Written by: Cameron Goff & Tom Fadial
The term ‘public charge’ is used by the US government to describe someone who is likely to depend on government benefits. When considering green card applications, immigration officials consider whether an applicant could be classified as a ‘public charge,’ which can prevent them from attaining their green card.
While many factors are considered in making a ‘public charge’ decision, the most relevant for healthcare professionals is the use of Medicaid. As Medicaid use is a factor, many green-card seekers may be dissuaded from seeking medical care for themselves or their children. There are many exceptions, however, of which patients should be aware and with which healthcare providers should familiarize themselves:
- Use of Medicaid for emergency services, children under 21 years, pregnant women, and new mothers (60 days postpartum) are not considered in public charge decisions.
- The public charge rule does not apply to asylum seekers or refugees.
- Use of CHIP, WIC, food banks, and school lunch programs are not considered in public charge decisions.
How can healthcare providers help patients using this knowledge? In the following anecdote, Dr. Tom Fadial, an emergency medicine physician in Houston, details how physician knowledge of the Public Charge Rule can help a patient access the healthcare they need:
The following anecdote does not represent a real patient encounter or real individuals. It is a fictional representation of real concerns that patients and physicians face with respect to the new Public Charge Rule changes.
A young mother, Elena, brings her seven-month old daughter to the emergency center at Franklin D. Roosevelt Hospital in Houston, Texas. She is distraught. Siomara is her first child, and she has had a fever for the past three days. Elena left El Salvador three months ago seeking safety and a better life in the United States for her new family. In addition to losing the comforts and familiarity of home, she lost the invaluable experience and guidance of Siomara’s grandmother – a parent and grandparent to dozens.
I assign myself to a new patient that appears on the trackboard, seven-month-old with fever. The usual wheels are turning as I walk into the room. The listed language preference is Spanish, so the interpreter joins me. The child looks great, smiling and cooing as I intermingle tickles and pokes with my abdominal exam. Ears, check. Nose, check. Skin, check. Throat…there we go, telltale marks pointing to a viral illness – she’ll be fine in a few days.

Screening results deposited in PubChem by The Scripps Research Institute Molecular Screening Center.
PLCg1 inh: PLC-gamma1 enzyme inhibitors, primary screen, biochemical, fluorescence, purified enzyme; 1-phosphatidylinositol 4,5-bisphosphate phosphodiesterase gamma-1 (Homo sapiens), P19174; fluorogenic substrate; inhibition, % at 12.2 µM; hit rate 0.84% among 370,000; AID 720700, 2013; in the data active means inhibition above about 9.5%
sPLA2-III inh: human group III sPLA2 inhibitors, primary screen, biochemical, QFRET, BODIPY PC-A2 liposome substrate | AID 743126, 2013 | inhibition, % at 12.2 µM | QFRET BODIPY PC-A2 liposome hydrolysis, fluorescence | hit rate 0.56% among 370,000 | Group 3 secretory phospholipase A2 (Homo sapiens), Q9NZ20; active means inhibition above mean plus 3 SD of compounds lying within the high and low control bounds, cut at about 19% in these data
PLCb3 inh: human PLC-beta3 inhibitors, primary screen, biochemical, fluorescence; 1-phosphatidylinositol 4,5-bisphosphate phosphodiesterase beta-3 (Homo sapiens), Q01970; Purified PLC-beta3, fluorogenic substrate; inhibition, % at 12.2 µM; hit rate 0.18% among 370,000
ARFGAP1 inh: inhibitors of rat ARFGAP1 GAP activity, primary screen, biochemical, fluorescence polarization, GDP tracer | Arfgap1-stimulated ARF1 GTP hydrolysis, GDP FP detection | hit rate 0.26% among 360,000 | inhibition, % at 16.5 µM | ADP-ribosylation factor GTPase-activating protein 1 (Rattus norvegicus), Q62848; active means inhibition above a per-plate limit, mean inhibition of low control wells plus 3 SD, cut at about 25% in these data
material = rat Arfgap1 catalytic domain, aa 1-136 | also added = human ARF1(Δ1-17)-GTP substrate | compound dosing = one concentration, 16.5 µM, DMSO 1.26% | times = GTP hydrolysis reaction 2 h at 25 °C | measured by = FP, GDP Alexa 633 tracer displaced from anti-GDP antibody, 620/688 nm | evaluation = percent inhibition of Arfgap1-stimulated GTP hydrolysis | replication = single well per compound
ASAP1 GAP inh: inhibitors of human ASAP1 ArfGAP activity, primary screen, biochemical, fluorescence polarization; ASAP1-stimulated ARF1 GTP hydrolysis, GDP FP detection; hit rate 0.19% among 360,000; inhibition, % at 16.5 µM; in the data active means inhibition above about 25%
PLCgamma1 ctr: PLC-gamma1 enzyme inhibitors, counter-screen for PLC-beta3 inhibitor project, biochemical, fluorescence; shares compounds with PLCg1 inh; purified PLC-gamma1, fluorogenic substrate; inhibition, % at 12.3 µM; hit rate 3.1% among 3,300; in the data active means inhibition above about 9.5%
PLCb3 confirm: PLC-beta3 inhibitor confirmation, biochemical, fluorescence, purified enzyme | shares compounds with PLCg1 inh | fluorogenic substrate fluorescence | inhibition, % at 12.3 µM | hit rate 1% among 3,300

I share the good news and my usual speech about viruses and encourage the mother to follow up with her pediatrician. She doesn’t have one yet, so we talk a little more about the tarjeta dorada – a vestigial label for the local healthcare system for under- and uninsured patients. I head back to my workstation to take a look at the trackboard.
Elena picked up Siomara and tried to find her way out of the emergency center. She felt only marginally better. She was certain that Siomara would have a fever again once the medicine wore off – they’d both face another sleepless night.
She knew Siomara needed a pediatrician, but this visit alone had already consumed nearly all of their emergency funds. Their asylum hearing was months away, but they’d heard that making use of assistance programs could result in denial – returning to El Salvador was not an option.
She caught a glimpse of the interpreter in the hall and asked her to grab the doctor for one last question.
I saw the interpreter flagging me down, the mother of the kid with a fever wanted to talk to me. I consider the options, probably a last-ditch appeal for antibiotics.
Instead, she asked about the out-of-pocket cost for a primary care visit. I admitted I was unsure but asked why.
“Because we can’t use any public services,” she said.
“Of course, she’s exactly who these services are for,” I replied.
She described her situation. The interpreter paused longer than usual between translations. I understood why as her tragic story was relayed in fragments – tears welling up on both of our eyes as the mother stood – strong, holding her now-sleeping daughter in her arms.
We collectively concluded that we didn’t quite know what to do but recommended a discussion with the social worker and business office for more information.
She thanked us, thanked us, and headed down the hallway.
The new Public Charge Rules go into effect on October 15th. Want to learn more about what this means for patients, and how healthcare providers provide from them? Doctors for Change is hosting a forum on September 26th at 6:30pm.